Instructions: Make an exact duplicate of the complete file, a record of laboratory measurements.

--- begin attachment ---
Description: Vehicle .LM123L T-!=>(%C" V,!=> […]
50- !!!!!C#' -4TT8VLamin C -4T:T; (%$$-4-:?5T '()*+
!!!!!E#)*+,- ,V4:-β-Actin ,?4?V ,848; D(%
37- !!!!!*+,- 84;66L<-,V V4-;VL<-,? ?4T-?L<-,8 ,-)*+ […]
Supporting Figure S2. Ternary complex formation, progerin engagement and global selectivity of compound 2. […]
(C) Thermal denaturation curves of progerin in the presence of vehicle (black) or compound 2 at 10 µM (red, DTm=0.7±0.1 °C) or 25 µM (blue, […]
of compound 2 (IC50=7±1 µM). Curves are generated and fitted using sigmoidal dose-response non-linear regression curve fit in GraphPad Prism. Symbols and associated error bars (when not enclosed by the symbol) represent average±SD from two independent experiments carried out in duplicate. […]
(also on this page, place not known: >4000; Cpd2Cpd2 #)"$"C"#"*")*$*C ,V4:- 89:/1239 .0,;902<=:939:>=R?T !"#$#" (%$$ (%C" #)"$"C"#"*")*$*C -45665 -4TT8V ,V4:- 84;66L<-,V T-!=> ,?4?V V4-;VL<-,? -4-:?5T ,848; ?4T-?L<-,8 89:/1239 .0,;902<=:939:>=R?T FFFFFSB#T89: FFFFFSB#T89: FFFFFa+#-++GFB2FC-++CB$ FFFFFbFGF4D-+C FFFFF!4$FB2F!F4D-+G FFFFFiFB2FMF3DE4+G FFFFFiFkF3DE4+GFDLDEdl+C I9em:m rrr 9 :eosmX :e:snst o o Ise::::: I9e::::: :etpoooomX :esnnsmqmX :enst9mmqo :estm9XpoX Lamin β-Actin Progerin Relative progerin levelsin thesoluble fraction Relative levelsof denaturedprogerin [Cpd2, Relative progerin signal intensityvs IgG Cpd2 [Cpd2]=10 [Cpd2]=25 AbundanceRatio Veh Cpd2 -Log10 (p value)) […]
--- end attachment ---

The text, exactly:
Description: Vehicle .LM123L T-!=>(%C" V,!=> […]
50- !!!!!C#' -4TT8VLamin C -4T:T; (%$$-4-:?5T '()*+
!!!!!E#)*+,- ,V4:-β-Actin ,?4?V ,848; D(%
37- !!!!!*+,- 84;66L<-,V V4-;VL<-,? ?4T-?L<-,8 ,-)*+ […]
Supporting Figure S2. Ternary complex formation, progerin engagement and global selectivity of compound 2. […]
(C) Thermal denaturation curves of progerin in the presence of vehicle (black) or compound 2 at 10 µM (red, DTm=0.7±0.1 °C) or 25 µM (blue, […]
of compound 2 (IC50=7±1 µM). Curves are generated and fitted using sigmoidal dose-response non-linear regression curve fit in GraphPad Prism. Symbols and associated error bars (when not enclosed by the symbol) represent average±SD from two independent experiments carried out in duplicate. […]
(also on this page, place not known: >4000; Cpd2Cpd2 #)"$"C"#"*")*$*C ,V4:- 89:/1239 .0,;902<=:939:>=R?T !"#$#" (%$$ (%C" #)"$"C"#"*")*$*C -45665 -4TT8V ,V4:- 84;66L<-,V T-!=> ,?4?V V4-;VL<-,? -4-:?5T ,848; ?4T-?L<-,8 89:/1239 .0,;902<=:939:>=R?T FFFFFSB#T89: FFFFFSB#T89: FFFFFa+#-++GFB2FC-++CB$ FFFFFbFGF4D-+C FFFFF!4$FB2F!F4D-+G FFFFFiFB2FMF3DE4+G FFFFFiFkF3DE4+GFDLDEdl+C I9em:m rrr 9 :eosmX :e:snst o o Ise::::: I9e::::: :etpoooomX :esnnsmqmX :enst9mmqo :estm9XpoX Lamin β-Actin Progerin Relative progerin levelsin thesoluble fraction Relative levelsof denaturedprogerin [Cpd2, Relative progerin signal intensityvs IgG Cpd2 [Cpd2]=10 [Cpd2]=25 AbundanceRatio Veh Cpd2 -Log10 (p value)) […]